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Counting chars (was Simple things should be simple to do ?)

 [1/3] from: jeff:rebol at: 16-Nov-2000 10:19

Here's another two approaches that are fun: REBOL [] count: func [x /local count cur n1 n2][ sort x count: copy [] cur: first x n1: 1 forall x [ if any [all [tail? next x n1: n1 - 1] x/1 <> cur] [ repend count [cur (n2: index? x) - n1] n1: n2 cur: x/1 ] ] count ] str: "sdfsdfsdfsdfsdfsdfsdfsdf" probe count str count2: func [x /local count rule schar wchar][ rule: copy count: copy [] foreach char unique x [ do reduce [schar: to-set-word form char 0] wchar: to-word :schar append rule compose [(char) (to-paren reduce [:schar wchar '+ 1]) | ] repend count [char wchar] ] remove back tail rule parse x [some rule] reduce count ] probe count2 str

 [2/3] from: joel::neely::fedex::com at: 16-Nov-2000 17:22

Hello, List! Not losing sight of the fact that the original issue was about simple things being simple to do... For comparison, here is the same thing in Perl (no rock-throwing, please!). #!/usr/local/bin/perl -w use English; $test = "sdfsdfsdfsdfsdfsd"; %counts = (); foreach $char (split //, $test) {++$counts{$char}}; $OUTPUT_FIELD_SEPARATOR = " "; print %counts, "\n"; When this is run from the command line, one gets... # s 6 d 6 f 5 Observations: 1) Splitting the string into characters is very easy. 2) Tallying the characters using an associative array (hash) is very easy. 3) Uninitialized values behave as zeroes for the relevant operator, making accumulation very easy. Not to offend, just to provoke some thought... -jn- -- ; Joel Neely [joel--neely--fedex--com] 901-263-4460 38017/HKA/9677 REBOL [] foreach [order string] sort/skip reduce [ true "!" false head reverse "rekcah" none "REBOL " prin "Just " "another " ] 2 [prin string] print ""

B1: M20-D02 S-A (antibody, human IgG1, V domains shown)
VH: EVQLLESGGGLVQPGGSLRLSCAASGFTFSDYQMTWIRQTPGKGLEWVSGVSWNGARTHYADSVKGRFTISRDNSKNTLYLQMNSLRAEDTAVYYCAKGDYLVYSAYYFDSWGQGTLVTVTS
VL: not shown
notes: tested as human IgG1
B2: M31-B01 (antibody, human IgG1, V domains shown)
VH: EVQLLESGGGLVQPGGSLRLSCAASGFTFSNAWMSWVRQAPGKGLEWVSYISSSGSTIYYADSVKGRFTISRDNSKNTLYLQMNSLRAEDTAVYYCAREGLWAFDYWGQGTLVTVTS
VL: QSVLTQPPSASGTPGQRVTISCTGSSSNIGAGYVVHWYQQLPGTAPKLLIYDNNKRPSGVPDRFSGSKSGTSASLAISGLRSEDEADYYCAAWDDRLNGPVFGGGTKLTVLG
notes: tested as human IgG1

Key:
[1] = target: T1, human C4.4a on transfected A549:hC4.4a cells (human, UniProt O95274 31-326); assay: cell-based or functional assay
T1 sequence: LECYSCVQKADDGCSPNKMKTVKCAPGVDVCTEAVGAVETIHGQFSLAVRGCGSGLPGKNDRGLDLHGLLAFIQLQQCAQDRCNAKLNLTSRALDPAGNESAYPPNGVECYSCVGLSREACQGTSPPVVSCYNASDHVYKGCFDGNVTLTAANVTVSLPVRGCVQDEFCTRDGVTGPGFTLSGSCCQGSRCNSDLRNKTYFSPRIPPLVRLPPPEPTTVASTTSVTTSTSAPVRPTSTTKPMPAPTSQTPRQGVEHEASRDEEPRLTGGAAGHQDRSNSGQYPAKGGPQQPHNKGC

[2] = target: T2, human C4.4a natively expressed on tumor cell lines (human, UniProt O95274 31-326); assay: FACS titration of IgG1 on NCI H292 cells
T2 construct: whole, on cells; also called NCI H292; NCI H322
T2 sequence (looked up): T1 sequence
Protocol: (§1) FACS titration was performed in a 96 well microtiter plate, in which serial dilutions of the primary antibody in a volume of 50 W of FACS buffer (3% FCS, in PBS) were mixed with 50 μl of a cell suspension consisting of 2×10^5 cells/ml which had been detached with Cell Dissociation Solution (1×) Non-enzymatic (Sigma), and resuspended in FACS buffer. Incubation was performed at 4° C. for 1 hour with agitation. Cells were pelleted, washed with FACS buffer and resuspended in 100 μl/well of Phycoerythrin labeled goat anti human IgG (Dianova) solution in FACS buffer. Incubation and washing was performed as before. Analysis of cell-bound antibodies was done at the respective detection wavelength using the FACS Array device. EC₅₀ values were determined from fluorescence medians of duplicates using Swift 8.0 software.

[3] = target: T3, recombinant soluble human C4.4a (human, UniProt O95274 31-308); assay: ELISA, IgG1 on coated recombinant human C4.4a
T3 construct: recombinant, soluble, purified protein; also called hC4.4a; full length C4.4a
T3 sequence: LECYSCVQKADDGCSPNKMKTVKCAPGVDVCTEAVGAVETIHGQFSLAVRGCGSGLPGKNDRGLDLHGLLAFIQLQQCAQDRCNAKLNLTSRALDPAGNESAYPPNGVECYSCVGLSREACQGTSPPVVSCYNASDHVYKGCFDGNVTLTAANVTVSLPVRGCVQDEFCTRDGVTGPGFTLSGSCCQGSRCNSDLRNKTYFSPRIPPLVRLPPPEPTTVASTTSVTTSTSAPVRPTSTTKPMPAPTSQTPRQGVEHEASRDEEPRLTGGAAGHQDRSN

[3/3] from: tooki:widebay:au at: 17-Nov-2000 14:57

Could you post that map thingie? Just out of curiosity? Your solution does have the economy of expression I like. Bard